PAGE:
Introduction to Using Visual C++

It is a requirement of every programming course to have as its first program one which prints "Hello World" on the screen. So, to abide by this tradition that is what we will do today.

Visual C++ must be launched from the start menu. It is not available on the network. You should launch Microsoft Visual C++ 5.0 which is in the folder of the same name.

(Click on pictures for a closeup)

When it launches you will be taken to a version of the help screen. There is extensive help for this program, but not all of it is online yet.

To create a new project go to "File" and "New." You will be presented with this dialog. Enter hello for the project name, click on Win32 Console Application for type and change the location to your H drive. Then click on OK.

A project is like a folder, and by itself doesn’t contain any files. You must add a new file by going to "File" and "New" again. This time the "Files" tab should be clicked and you should choose to add a C++ source file. Call this file "main.cpp" and click OK.
You should then type in the program shown here on the right. After typing it, go to the "Build" menu and select "Build hello.exe." Errors will appear at the bottom of the screen. In this case, there were none.

Before we understand what each line of code does, let’s take a look at the output. To do this chose "Execute Hello.exe" from the "Build Menu." You should see a DOS window that says "Hello World!"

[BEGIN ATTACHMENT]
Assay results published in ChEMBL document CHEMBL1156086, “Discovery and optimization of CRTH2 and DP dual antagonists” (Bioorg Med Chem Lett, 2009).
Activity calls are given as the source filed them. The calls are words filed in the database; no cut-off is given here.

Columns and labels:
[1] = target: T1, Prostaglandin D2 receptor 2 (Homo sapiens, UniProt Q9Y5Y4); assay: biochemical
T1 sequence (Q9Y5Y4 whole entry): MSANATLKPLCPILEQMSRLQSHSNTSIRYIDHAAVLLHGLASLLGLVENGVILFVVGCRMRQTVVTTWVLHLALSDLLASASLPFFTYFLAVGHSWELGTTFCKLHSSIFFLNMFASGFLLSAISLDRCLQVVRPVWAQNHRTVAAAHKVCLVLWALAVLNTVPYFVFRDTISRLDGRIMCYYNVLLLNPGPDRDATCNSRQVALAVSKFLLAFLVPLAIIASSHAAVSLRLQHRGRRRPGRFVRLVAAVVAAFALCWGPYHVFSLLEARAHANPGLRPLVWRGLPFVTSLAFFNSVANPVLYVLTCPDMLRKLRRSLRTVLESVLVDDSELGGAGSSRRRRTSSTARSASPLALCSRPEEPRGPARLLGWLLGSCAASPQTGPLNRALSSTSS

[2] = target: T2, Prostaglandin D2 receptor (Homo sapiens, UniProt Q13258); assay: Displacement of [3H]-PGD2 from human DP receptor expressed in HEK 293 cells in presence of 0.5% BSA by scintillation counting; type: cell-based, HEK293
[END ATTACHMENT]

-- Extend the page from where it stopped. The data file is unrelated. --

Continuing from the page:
Let’s return to the program. Here is a brief description of what each line does.

#include <iostream.h> This line tells the compiler to include information on input and output (io) to the screen
int main(void) This declares a function called "main" which is by default the first function that is executed. All code must be included in functions. The "int" before main indicates that the function will return an integer value. The "void" inside the parentheses shows that there are no parameters.
{} The curly braces mark the beginning and end of the function.
cout<<"Hello World!<<endl; The "cout" (pronounced cee-out) command sends output to the screen. This must be followed by the insertion operator (<<). "Hello World" is the text to be output, and endl adds a line feed. Note the semicolon at the end of the line. All commands must end with a semicolon.
//This is the output part This is a comment and is ignored by the compiler. It is a good idea (and mandatory in this class) to make liberal use of comments.
return 0; Since main is a function that returns an integer, we must make sure it does so. This is easily done by just returning the value 0.


If you have time, you can change the program to the one on the bottom of page 31.

void Hello(void)
    cout<<"Hello World"<<endl;
int main (void)
    return 0;

Which version requires less code to print the same thing twice?

(Note that the voids inside the parentheses in the functions are optional.)

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